Although I don’t play golf, I got caught up following the sport as part of my broadcasting career. Through a friend who was involved with the Outward Bound Society, I had met Gary Player at his home in Johannesburg, even before I became involved with the media. Once associated with broadcasting I ended up spending time around the golf courses on a number of occasions when he was playing. I was called one day to join him at a special event. Gary Player was doing a round with the prime minister and members of the cabinet, and being the good-humoured person that he is, Gary demonstrated how the various members played golf. How they addressed the ball and how they actually should be addressing it. It was a fun-filled day with the PM and the cabinet members taking it all in good humour.
I moved on to the editor’s desk in what was then called Rhodesia, did some reporting on the side, interviews with prime minister Ian Smith and other notable people for about a year before heading to Canada.
Out of Africa
My wife (born in BC) and I were off on a trip around the world when we stopped in Vancouver to visit family. I was so taken with the city, its ocean shores and tall mountains, and particularly with the extensive numbers of boats and yachts at the marinas and plying local waters, that I simply had to stay. We would continue our travels later.
My arrival in Canada was heralded by one of the sunniest summers I can recall. Boats were everywhere. Walking along the shores of Stanley Park, or standing on the rocks at Point Atkinson I was amazed at the volume of vessels moving about in English Bay. I had spent lots of time in and on the water back in Cape Town, running a small outboard engine powered runabout, paddling in a series of my own homebuilt canoes or poking about with friends in their fishing boats. One memorable trip was aboard a small lobster fishing boat off Cape Point, where the Atlantic and Indian Oceans meet. Other, more exciting lobster fishing expeditions were in small boats to a series of reefs off Robben Island (Mandela’s prison). After declaring the waters in Table Bay a conservation area, the activity turned from recreational and light commercial lobster fishing, into poaching. Working for the broadcasting corporation I had to forego my involvement in diving for lobster. Besides I did not relish the firing of .303 rifle shots overhead by the prison guards when we strayed a little too close to the island.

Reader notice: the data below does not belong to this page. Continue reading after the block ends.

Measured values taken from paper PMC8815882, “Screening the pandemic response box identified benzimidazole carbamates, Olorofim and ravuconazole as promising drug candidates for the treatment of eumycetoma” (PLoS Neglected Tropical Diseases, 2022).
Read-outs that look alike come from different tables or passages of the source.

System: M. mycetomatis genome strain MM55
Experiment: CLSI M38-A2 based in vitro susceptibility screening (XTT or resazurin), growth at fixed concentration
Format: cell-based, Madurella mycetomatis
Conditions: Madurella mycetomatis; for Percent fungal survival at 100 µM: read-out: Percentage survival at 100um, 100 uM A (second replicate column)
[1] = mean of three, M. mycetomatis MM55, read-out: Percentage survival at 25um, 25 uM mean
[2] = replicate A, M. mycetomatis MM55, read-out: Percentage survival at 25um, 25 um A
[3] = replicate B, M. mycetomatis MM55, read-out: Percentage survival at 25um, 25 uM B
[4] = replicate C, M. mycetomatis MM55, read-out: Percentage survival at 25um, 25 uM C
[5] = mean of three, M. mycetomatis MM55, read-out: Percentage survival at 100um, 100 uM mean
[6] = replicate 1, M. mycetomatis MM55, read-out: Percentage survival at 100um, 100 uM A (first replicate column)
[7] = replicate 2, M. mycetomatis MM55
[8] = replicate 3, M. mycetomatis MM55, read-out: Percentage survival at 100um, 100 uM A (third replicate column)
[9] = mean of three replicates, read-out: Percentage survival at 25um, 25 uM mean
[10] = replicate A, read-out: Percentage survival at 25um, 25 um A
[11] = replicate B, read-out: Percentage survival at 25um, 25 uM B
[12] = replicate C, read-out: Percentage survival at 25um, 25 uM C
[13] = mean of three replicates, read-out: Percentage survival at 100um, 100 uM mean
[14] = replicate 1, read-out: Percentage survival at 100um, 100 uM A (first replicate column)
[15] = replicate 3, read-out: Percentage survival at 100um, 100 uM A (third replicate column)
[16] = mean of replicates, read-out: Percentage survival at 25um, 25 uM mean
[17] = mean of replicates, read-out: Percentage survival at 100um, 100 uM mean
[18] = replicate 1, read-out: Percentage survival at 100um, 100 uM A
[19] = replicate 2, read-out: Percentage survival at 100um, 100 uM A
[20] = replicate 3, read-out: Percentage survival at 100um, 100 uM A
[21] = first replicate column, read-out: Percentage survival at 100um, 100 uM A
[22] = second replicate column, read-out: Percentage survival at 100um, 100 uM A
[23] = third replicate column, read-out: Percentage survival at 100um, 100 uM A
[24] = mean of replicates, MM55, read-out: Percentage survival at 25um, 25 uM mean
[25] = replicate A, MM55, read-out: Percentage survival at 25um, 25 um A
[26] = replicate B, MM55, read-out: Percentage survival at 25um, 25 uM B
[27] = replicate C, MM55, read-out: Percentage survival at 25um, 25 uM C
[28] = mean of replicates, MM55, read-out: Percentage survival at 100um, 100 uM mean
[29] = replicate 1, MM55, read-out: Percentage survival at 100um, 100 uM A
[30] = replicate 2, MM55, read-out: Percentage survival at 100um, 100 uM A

Writing articles for a number of magazines, I found myself becoming increasingly busy with projects for Pacific Yachting magazine. I was assigned the covering of predicted log races and soon found myself, with my wife Carla, cruising the waters of the Strait of Georgia as an observer and guest aboard 60 to 80 foot classic motor yachts. These cruises gave me an introduction to the waters of the Pacific Northwest and I soon learned about tides and currents, weather and wind conditions, seasons and the operation of larger vessels.
I began reviewing and testing new power boats for Pacific Yachting and soon I was also writing a regular column. Meanwhile I had founded a scuba diving magazine that we called Pacific Diver. A small staff produced that magazine six times a year which left me time to continue writing for Pacific Yachting. Carla and I acquired a small pocket cruiser that we moored in False Creek in front of our magazine offices. We began using it for extended cruises to familiarize ourselves with the coast, doing year-round weekend trips to nearby destinations and longer summertime voyages to places such as the west coast of Vancouver Island and to the north coast beyond Cape Caution.
A set of circumstances later prompted us to turn the scuba magazine into a national publication and by dropping the regional nomenclature it became Diver Magazine. As a national magazine it required more of my time, took me to Ontario and California frequently and then to many diving destinations at the invitation of tourism entities looking for publicity in the North American market.
Invitations from numerous dive resorts, tourism authorities and airlines had us travelling to some exciting destinations in order to write about them in Diver. These included Belize, South America (we loved Rio de Janeiro), the Bahamas, Grand Cayman, Jamaica, the ABC islands (Aruba, Bonaire, Curacao), Hawaii, Fiji, the Philippines, Australia, Thailand, Hong Kong and more. We also traveled extensively around Canada and the United States visiting members of the industry, diving and attending dive conferences. A long time friend in the diving industry is Phil Nuytten, owner of Nuytco Services in North Vancouver. His one atmosphere suits and deep diving submersibles are legendary as is his work with training astronauts in weightlessness. To Phil went Diver Magazine when we sold it and he maintains it as a successful and respected publication.